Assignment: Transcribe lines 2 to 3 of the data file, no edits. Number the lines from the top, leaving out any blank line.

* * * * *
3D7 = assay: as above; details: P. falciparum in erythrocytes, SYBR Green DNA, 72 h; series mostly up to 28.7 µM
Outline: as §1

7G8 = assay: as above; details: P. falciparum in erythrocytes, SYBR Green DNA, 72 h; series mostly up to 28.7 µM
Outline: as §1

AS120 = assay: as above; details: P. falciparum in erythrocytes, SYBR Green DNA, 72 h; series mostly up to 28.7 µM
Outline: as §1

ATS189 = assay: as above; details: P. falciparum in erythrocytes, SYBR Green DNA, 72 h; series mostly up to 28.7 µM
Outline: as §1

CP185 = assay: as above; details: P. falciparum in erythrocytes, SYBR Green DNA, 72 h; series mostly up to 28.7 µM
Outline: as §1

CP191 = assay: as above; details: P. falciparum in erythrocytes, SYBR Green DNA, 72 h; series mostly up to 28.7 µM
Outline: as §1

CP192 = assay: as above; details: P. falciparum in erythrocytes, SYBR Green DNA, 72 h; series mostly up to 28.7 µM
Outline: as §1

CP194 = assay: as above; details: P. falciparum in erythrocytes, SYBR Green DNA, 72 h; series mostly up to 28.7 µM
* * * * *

Outline: as §1

7G8 = assay: as above; details: P. falciparum in erythrocytes, SYBR Green DNA, 72 h; series mostly up to 28.7 µM